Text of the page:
“I have a broad role, which stretches from supporting our investment banking business to mortgages and it’s a lot easier to measure the mortgage activities than producing ads for the investment banking community,” she comments. “The issue with metrics is that they’re not universal and they’re hard to fit together. But certainly larger parts of the marketing budget are becoming measurable, which is fantastic news.
“It highlights how much of a strategic level marketing is sitting at in businesses today. Yes, it’s more accountability, but I think it’s accountability marketers should welcome and embrace.”
De Castro admits gauging brand health is harder to track than a short-term consumer campaign but argues both still need to be done. “The metrics can be seductive because you’ve got a number you can run to. But measurement just because it’s easy doesn’t mean you should do it,” she says.
“It’s a balancing act and judgment absolutely comes into how we make decisions. A lot of what we’re doing in marketing is innovation and development on the go, and we’ll always have to be reinventing. That means a proportion of the budget is never going to work as hard because it’s going to be spent on failed experiments, rather than the successful ones. What we all need to get better at is making sure that we fail cheaply and can move forward from it quickly.”
Working in a bank that records millions of transactions a year means de Castro has access to significant reams of data to both understand customers better as well as innovate the way it communicates with them. And not surprisingly, NAB has a sophisticated customer analytics team that makes up about one-third of its total marketing headcount.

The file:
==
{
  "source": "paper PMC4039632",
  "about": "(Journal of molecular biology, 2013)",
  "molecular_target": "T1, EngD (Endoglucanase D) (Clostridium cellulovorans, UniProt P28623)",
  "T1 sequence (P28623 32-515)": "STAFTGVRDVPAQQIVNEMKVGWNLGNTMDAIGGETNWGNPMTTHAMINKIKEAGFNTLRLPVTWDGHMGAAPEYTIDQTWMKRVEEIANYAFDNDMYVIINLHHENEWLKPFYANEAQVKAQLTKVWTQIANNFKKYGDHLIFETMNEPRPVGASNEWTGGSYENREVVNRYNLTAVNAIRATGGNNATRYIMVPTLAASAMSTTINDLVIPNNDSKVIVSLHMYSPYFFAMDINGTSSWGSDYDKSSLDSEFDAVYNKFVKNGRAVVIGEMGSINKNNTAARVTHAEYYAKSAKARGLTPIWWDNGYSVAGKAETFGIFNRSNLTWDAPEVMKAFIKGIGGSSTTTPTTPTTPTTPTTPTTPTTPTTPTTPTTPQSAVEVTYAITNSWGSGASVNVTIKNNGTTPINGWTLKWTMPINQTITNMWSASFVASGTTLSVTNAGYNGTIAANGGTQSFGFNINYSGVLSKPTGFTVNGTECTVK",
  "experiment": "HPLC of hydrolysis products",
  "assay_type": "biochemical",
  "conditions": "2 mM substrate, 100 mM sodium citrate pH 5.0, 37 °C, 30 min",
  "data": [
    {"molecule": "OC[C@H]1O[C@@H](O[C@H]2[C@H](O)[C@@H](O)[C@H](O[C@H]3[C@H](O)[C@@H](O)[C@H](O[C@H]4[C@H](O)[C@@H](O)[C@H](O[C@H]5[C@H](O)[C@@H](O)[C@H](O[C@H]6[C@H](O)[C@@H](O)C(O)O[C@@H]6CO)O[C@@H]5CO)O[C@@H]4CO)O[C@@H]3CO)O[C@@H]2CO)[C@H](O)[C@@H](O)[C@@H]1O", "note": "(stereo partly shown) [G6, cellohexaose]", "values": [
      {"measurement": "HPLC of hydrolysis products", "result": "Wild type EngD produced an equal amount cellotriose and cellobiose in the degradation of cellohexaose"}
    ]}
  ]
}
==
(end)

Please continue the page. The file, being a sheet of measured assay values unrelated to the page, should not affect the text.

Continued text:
“There’s a lot of stuff we now do by testing online that we previously would have done through focus groups and market research. And I do think the data way of doing marketing is a much better way of doing things,” she says. “But there’s still a place for gut feel; these are your decisions.”
Among NAB’s more established marketing data capabilities are predictive modelling and CRM, and de Castro sees more opportunity to bring in new digital and direct data sets, such as housing market information, to inform and enrich customer engagement and relevance. The group is working with data consultancy firm, Quantium, on this for both consumer and B2B businesses.
De Castro is also keen to drive further personalisation and close the data loop. “We have a wealth of data and predictive analytics that we do offline, but it has historically been difficult to close the loop between all of that offline knowledge and modelling we do, and what happens online,” she explains.
“The challenge with data and analytics is actually to execute. With all the different tools and analytics techniques that have emerged recently, we have this almost endless capacity to innovate, but that’s also where the over-promising happens.
“My focus as CMO is very much about what we are going to execute.”
Over the next 12-18 months, de Castro is looking to continue building on marketing’s importance at the executive table, as well as its role in customer strategy. Ensuring every activity is engaging is the other key focus.
“Consumers are bombarded from so many different directions that they’re actually getting really good at switching off. For me, engagement itself must exist in any execution, whether it’s a brand or product execution – it’s a ticket to the game,” she says.
To do this, de Castro’s team has coined a phrase: ‘Banning beige’. “We have a standard that we put ideas across to determine whether it’s beige or not beige and if it is beige, we’re not doing it,” she says.
While readily admitting marketing is a deeply complex game, de Castro remains excited by the opportunities marketing has to contribute to business growth.
“There are lots of different variables and deals going on and that’s what makes it fun and exciting,” she concludes. “But it also means there’s a real job for the CMO to communicate what the function does, how it does it and put that in a context for the business that ensures we earn trust.”